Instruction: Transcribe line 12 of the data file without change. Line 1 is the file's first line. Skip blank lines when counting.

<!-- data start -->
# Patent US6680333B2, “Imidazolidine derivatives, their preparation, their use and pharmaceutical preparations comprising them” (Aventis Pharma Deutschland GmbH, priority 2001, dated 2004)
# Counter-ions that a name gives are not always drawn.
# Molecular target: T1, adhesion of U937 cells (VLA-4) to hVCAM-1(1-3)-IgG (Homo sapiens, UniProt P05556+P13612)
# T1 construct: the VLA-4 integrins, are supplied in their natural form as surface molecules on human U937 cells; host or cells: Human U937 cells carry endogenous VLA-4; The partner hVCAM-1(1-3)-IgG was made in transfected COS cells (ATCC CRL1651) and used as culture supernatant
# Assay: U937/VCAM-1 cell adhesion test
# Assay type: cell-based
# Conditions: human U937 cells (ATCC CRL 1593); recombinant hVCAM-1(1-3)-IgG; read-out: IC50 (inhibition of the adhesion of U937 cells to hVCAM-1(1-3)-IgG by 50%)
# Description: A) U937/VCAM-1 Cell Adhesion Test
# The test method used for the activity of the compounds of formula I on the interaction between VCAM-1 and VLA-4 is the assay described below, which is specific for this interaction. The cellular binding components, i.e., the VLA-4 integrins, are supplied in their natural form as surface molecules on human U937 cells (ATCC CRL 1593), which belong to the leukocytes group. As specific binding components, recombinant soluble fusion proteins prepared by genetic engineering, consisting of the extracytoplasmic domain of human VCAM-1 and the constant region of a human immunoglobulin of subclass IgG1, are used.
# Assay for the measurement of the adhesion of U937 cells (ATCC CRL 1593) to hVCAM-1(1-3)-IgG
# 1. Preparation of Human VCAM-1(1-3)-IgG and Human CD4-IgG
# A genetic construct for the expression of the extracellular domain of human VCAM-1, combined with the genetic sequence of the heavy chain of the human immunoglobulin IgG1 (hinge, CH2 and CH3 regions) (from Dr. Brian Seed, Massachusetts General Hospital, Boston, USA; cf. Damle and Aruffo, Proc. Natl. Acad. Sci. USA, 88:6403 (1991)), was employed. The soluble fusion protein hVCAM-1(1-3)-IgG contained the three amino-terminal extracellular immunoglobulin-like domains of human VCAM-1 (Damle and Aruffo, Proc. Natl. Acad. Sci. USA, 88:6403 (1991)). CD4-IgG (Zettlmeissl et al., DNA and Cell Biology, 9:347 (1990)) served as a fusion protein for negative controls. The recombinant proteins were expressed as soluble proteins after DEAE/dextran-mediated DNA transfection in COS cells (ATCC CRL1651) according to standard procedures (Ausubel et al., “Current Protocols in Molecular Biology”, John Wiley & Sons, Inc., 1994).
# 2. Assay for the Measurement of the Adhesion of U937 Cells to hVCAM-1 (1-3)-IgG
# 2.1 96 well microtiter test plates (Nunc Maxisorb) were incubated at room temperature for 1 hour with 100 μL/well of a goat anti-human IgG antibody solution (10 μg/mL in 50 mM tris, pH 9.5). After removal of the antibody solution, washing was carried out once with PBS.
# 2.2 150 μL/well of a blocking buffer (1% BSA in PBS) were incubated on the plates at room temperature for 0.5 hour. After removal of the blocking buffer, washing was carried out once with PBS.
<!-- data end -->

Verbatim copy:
# A genetic construct for the expression of the extracellular domain of human VCAM-1, combined with the genetic sequence of the heavy chain of the human immunoglobulin IgG1 (hinge, CH2 and CH3 regions) (from Dr. Brian Seed, Massachusetts General Hospital, Boston, USA; cf. Damle and Aruffo, Proc. Natl. Acad. Sci. USA, 88:6403 (1991)), was employed. The soluble fusion protein hVCAM-1(1-3)-IgG contained the three amino-terminal extracellular immunoglobulin-like domains of human VCAM-1 (Damle and Aruffo, Proc. Natl. Acad. Sci. USA, 88:6403 (1991)). CD4-IgG (Zettlmeissl et al., DNA and Cell Biology, 9:347 (1990)) served as a fusion protein for negative controls. The recombinant proteins were expressed as soluble proteins after DEAE/dextran-mediated DNA transfection in COS cells (ATCC CRL1651) according to standard procedures (Ausubel et al., “Current Protocols in Molecular Biology”, John Wiley & Sons, Inc., 1994).